Miss Dowd is a Pulitzer Prize winner. She has been joined in her derision of average working class Americans by fellow Times columist and Nobel Prize winning economist Paul Krugman.

However, most of America has never heard of either one of them. Their influnce is diminishing, along with Times circulation and advertising revenues, and it shouldn't be long before they want a federal bailout too.

The State of Journalism - April 15, 2009

Does this explain why CNN ratings are in the toilet?

Wednesday, April 15, 2009

Bend Over, Here it Comes

An open invitation Tea Party was held in Canton, Ohio, on 15 April 2009.

Many participants expressed displeasure with the changes Barrack Obama and Congress made this year.

Nobel Prize winning economist Paul Krugman said the Tea Parties were not a grass roots movement.

Where the hell did he get his Nobel Prize? A box of crackerjacks?

Thanks to Sean Hannity, Newt Gingrich, and Glen Beck, who were kind enough to come over to all our houses and make these nifty signs for us. Not.

Tuesday, April 14, 2009

Tea Party Words

Words from Eugene Kane in the Milwaukee Journal-Sentinal.

"The tea parties will be political rallies led by folks such as Newt Gingrich and other Republican leaders but will also feature polarizing media figures such as Sean Hannity."

Question. What is wrong with political polarization?

Observe a herd of cows standing in a field. That's about as non-polarized as you can get.

Is this a good thing?

They're all headed for the slaughterhouse.

In modern newspaper columnist language, "polarization" is ipso facto bad, and that's a shame, because the type of polarization referred to by Eugene Kane is really just diversity of political thought, and we thought the media loved diversity. Then again, to stretch the cow analogy, maybe what Mr. Kane is telling us is that all animals are equal, but animals who support President Obama's policies are MORE equal than the rest of us.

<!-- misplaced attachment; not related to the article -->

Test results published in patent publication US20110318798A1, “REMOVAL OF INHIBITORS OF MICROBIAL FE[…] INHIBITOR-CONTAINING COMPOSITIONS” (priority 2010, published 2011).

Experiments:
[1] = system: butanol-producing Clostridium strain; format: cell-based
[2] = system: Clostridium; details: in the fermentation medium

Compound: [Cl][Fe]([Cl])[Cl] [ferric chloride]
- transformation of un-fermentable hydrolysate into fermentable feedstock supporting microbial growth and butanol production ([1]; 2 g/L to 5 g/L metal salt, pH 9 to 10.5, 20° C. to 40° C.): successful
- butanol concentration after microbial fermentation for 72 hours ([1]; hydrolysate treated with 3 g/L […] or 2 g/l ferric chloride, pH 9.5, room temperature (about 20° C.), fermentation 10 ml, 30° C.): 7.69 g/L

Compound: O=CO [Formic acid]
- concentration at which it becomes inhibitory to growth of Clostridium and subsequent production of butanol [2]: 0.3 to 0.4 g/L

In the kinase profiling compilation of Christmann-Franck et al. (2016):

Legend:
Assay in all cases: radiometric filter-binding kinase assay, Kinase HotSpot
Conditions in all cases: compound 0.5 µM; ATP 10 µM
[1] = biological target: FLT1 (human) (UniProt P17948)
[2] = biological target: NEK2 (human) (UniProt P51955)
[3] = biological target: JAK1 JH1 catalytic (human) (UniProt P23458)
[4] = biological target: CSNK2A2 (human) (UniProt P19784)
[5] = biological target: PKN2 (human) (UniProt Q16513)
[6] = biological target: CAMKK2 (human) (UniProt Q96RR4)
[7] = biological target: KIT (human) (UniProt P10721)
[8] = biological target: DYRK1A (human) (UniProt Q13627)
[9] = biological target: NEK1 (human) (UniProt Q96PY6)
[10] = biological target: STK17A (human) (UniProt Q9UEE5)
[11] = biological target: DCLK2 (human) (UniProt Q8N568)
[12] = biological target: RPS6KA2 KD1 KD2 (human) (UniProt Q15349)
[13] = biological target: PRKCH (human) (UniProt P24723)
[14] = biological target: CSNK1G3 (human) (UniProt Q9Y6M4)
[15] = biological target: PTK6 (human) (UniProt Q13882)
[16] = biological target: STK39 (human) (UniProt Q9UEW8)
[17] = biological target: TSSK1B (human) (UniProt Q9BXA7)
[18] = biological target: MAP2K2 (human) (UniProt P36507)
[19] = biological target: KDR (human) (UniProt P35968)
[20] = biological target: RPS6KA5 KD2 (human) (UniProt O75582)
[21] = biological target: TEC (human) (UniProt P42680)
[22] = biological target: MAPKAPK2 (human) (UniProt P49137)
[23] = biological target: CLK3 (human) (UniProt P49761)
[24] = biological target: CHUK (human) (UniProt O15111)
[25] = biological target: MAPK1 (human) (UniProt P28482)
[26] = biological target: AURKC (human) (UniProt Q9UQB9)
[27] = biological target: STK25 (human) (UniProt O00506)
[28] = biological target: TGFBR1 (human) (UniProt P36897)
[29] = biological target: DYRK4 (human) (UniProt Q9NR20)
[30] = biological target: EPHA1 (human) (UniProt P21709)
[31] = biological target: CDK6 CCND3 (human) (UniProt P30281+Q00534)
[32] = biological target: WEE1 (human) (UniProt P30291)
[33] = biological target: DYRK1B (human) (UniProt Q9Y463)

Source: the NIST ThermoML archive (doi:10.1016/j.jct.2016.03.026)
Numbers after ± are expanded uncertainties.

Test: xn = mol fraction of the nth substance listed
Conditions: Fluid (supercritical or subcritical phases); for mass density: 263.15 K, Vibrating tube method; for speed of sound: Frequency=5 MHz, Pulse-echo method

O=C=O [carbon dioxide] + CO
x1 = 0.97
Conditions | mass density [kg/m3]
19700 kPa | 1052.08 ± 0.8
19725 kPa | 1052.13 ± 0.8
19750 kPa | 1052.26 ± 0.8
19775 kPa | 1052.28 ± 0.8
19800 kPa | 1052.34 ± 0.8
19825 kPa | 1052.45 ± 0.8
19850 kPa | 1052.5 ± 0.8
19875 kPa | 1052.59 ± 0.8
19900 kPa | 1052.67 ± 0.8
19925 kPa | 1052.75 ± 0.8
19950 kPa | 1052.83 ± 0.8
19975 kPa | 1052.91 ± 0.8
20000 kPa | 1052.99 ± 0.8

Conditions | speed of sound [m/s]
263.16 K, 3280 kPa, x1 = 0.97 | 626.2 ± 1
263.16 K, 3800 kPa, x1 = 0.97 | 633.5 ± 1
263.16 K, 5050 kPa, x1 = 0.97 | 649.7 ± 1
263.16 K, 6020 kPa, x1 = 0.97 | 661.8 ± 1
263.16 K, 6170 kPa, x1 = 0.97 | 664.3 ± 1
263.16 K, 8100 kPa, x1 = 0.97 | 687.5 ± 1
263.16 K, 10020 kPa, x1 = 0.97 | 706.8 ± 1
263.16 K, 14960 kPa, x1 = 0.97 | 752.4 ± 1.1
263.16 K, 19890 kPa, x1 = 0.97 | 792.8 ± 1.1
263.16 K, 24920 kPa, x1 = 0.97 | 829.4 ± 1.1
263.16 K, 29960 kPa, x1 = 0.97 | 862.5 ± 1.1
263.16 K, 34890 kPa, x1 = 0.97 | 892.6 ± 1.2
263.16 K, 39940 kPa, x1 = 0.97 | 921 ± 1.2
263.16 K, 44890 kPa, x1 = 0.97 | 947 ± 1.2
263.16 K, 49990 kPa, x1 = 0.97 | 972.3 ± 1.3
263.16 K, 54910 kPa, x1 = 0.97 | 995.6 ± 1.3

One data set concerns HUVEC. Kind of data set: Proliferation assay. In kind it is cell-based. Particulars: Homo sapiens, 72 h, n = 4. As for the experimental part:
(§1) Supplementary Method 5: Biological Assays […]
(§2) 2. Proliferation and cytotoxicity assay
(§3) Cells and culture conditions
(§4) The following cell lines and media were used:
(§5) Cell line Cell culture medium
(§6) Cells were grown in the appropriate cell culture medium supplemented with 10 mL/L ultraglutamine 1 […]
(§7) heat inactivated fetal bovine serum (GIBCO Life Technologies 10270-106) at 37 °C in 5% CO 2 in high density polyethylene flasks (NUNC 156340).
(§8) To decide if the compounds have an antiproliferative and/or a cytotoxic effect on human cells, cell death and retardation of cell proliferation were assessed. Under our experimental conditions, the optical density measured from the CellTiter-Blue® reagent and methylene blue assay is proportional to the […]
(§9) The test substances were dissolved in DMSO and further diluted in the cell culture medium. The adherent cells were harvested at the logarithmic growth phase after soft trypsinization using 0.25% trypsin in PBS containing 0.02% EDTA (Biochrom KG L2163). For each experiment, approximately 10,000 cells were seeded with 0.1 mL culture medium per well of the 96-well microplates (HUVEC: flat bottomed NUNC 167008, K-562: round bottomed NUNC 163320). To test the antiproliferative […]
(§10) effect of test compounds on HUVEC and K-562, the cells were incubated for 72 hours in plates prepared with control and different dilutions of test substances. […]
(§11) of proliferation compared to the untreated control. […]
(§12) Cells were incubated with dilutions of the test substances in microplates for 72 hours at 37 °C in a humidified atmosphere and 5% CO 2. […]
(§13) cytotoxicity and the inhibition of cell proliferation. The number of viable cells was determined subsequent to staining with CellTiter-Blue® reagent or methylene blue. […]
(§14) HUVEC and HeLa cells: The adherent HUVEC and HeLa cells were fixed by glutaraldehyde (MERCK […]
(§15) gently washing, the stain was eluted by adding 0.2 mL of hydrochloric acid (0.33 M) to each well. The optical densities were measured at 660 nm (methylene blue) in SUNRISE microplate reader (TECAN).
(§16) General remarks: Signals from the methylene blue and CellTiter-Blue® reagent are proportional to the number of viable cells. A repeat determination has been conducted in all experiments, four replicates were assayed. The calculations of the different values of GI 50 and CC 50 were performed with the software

Saturday, April 11, 2009

Is this a Good Example of why the New York Times is Going Broke?

Click on the link below to see what a member of the New York Times editorial board wrote about the Northport, Long Island Tea Party:

The editorial, written by editorial board member Lawrence Downes, presents a negative, very cynical view of the Long Island Tea Party. I don't happen to agree with this editorial, but I support the right of Mr. Downes to write it.

I would also like to note, however, that the New York Times, and similar newspapers, are in deep financial trouble. They are running out of money because people won't buy their printed editions, and people won't pay to suscribe to their online editions, and people are finding cheaper and better places to advertise.

The New York Times is in terribly weak financial condition.

If you read the Downes editorial, you may come to the same conclusion as me, and that is that Mr. Downes doesn't live in the same America as me. He's spent too much time isolated in top floor conference rooms with too many other cynical journalists and editors.

This is a good time to pull the plug on newspapers. A 5% drop in revenue and readership would take many of them over the edge.